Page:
Many people with diabetes, especially type 2 diabetes, would like to lose weight. But how much? You may decide that you want to lose just enough weight to improve your insulin sensitivity. Many people with type 2 diabetes find that losing just 2kg to 4kg can improve blood glucose control, blood pressure and cholesterol levels. Some people with type 2 diabetes even find that by losing all of their excess weight, they are able to stop taking their medications.
What You Should Do
The key to losing weight is burning up more calories than you take in. follow your meal plan and exercise schedule. Once you have set your goals, the biggest problem is getting started. Make sure your goals are realistic. It may seem like too much to think you have to lose 20kg and start a marathon training program. And it probably is. Instead, take small steps.
For example, for the first week, try to eliminate 250 calories from your total intake each day. That could be as simple as giving up that slice of apple pie at lunch and taking a 1-kilometer stroll every evening. Once you get used to it, you can add more exercise or further decrease your calorie intake to lose more weight. Or you can just keep on at the rate you’re going. Even with this modest change, you could lose 0.2kg or 0.4kg a week. It may not seem like much, but over the long haul, those kilograms can add up.
If you find you’re not making much progress with your meal and exercise plan, try some of the following suggestions:
If despite your best efforts, you are having a hard time losing weight, ask your doctor about appetite suppressants. Appetite suppressants are only recommended for people who are significantly overweight and who have health problems that result from being obese. Make sure to discuss the side effects of any medications you take with your doctor.
Many medications are available for weight loss, some of which work and are safe. Few weight-loss medications are safe for the long term, but carrying around a load of extra weight is not safe either. To get the most out of your weight-loss medications, it should be used along with your approved meal plan and exercise schedule. Usually, weight loss with medications begin to plateau at about 6 months.
However you plan to lose weight, you are bound to have setbacks on occasion. Don’t beat yourself up about them. Instead of looking back and chastising yourself as you seek comfort in a bowl of ice cream, think ahead. Visualize the person you want to become and try to use that image to get you back on track. Once you start losing weight and exercising more, you may find that you like being able to walk up the stairs without huffing and puffing. Pat yourself on the back for how far you have come and keep moving toward your goal.
If a drug company hawked a pill that made you lose weight, improved your circulation, protected you heart against heart disease and stroke, improved your blood glucose control, and made you feel great, people would be lining up on the streets to buy it. How much would you pay for such a miracle drug? Well the truth is exercise is as good as any pill, and depending on what activities you choose, it can even be a lot of fun. This is one miracle cure that really lives up to its advertising. And the best part is that it’s free.
Active movement, the kind that gets your heart pumping and makes you breathe deeper, improves blood flow to your blood vessels, improves your cholesterol profile, and protects against heart disease. For people with diabetes, this is good news in itself. But there is an added benefit. Exercise also helps clear glucose from your blood, both while you are exercising and several hours later. If you use insulin, this could mean that you need less insulin on the days you work out. If you have type 2 diabetes, regular exercise along with a healthy diet could mean that you can control your diabetes without insulin or oral agents, or that you can get by with less medication.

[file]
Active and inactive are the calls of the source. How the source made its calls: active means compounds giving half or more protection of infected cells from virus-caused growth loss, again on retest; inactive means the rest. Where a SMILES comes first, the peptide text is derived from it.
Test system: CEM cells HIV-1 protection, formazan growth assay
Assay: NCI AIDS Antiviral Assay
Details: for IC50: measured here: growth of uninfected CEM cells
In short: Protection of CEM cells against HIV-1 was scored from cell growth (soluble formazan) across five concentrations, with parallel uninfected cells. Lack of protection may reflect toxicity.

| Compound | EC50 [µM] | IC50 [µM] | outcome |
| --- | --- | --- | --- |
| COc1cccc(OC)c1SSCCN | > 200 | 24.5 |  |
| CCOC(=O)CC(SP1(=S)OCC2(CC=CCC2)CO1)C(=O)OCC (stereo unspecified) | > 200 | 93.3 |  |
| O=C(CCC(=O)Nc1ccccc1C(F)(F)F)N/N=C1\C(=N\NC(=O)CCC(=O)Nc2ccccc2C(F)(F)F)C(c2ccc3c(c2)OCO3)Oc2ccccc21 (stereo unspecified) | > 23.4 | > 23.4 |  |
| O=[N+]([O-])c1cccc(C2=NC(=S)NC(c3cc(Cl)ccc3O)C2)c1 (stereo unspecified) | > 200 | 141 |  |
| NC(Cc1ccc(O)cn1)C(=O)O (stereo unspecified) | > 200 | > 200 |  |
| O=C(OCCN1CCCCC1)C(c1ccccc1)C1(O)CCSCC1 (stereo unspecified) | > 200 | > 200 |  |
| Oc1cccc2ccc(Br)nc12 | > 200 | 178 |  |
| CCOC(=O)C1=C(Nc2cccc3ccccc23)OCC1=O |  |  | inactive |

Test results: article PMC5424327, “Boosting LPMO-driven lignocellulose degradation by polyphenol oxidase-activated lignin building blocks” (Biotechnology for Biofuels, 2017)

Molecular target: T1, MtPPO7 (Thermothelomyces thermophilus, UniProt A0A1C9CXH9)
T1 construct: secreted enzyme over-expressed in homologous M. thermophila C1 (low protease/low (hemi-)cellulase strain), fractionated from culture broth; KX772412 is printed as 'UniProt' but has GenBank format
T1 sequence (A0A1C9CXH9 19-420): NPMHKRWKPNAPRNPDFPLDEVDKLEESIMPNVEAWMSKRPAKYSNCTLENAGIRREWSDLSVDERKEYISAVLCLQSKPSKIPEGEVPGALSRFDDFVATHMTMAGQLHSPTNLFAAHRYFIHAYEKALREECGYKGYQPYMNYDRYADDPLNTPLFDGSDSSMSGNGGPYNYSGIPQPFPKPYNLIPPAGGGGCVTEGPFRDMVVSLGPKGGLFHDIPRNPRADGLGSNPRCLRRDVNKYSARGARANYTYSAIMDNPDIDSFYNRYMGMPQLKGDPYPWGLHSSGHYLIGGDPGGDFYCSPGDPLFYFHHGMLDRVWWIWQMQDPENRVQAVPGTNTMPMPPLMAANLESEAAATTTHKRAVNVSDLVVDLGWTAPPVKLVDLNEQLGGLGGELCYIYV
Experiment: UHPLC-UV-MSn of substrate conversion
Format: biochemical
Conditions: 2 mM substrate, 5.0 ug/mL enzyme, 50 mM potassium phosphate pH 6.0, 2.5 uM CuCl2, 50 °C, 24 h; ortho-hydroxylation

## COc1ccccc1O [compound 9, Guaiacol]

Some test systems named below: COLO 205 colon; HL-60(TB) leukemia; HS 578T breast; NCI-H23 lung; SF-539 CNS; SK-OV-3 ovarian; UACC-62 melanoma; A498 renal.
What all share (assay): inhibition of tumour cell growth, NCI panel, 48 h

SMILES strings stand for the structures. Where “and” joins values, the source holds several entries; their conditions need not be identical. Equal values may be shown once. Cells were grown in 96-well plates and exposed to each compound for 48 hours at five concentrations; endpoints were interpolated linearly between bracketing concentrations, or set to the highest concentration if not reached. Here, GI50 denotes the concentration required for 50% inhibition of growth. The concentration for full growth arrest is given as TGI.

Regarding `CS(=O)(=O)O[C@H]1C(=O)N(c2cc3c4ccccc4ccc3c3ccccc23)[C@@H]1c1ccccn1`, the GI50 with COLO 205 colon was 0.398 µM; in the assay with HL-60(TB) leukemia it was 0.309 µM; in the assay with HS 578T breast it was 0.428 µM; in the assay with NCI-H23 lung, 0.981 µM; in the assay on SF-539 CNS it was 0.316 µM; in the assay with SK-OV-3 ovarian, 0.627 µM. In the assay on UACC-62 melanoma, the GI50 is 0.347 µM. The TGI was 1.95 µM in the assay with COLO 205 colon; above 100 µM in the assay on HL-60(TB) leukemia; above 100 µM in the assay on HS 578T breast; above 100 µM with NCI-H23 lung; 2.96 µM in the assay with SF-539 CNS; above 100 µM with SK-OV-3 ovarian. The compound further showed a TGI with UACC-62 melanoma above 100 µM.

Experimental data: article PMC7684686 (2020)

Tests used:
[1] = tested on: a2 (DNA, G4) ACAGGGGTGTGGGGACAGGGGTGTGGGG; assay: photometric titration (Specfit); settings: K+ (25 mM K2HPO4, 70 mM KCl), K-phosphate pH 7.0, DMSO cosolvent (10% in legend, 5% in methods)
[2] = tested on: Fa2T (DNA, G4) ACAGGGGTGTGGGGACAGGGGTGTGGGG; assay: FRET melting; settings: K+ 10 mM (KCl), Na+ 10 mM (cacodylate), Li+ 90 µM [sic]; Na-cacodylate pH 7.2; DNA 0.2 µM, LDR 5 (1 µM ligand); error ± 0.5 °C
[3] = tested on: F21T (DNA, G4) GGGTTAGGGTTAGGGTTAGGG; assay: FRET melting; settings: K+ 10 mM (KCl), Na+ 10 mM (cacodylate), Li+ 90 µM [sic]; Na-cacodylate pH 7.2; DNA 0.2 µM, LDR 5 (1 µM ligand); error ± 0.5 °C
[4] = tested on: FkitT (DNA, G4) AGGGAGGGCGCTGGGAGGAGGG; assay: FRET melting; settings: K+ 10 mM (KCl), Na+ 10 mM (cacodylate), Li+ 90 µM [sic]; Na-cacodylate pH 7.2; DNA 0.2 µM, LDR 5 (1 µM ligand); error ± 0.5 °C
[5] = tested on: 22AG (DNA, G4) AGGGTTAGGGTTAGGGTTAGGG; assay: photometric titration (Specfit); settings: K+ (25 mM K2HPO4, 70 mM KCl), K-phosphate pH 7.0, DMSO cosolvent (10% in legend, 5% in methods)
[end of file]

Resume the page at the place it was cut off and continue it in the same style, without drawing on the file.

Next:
What You Should Do
Take your goals for exercise to your doctor or diabetes care team. After your meeting, you should be able to answer the following questions:
In choosing any exercise, pick one that you like to do. The simplest is walking. It is cheap, nonstrenuous and something you can do with a friend. Even if you would like to do something more vigorous eventually, walking is a good way to get started. Start walking 5 to 10 minutes at first and gradually increase your time. Try to get to the point where you walk for at least 30 minutes or 2 kilometers. Walk at a pace that is both enjoyable and invigorating for you. And if you want something more aerobic, just walk faster, incorporate hills, or throw in a little jogging.
You might prefer jogging because you only have to work a short time to get an invigorating workout. To start jogging, make sure you can comfortably walk for 30 minutes or 2 kilometers. Then eventually, jog for a little portion of your normal walk until you are out of breath. Walk until you feel more rested, then jog a little more. Every day you will find that you can comfortably jog more and more. You may want to switch to all jogging, or you may want to stick with a jogging-walking combination.
Before you start jogging, make sure to check with your doctor. Invest in a good pair of supportive, well-padded running shoes. Your shoes should feel comfortable the first time you put them on. Consider having your podiatrist check their fit before you use them. Avoid running on concrete—try the track at a local school or nature trail. If you feel any pain in your feet or legs, stop running and walk. Rest or take a few days off before starting again.
A good workout session should include 5 to 10 minutes of warm-up exercises and gently stretching. During the warm-up phase, move slowly at first, using low-intensity, easy movements. You can stretch gently, but don’t bounce. You are more likely to hurt yourself by doing this with cold muscles. You can follow this with at least 20 to 30 minutes of aerobic activity. When you are first starting, however, don’t overdo it. If you are not used to an aerobic workout, try getting your heart rate up for just 5 to 10 minutes. Then increase a little each day or each week.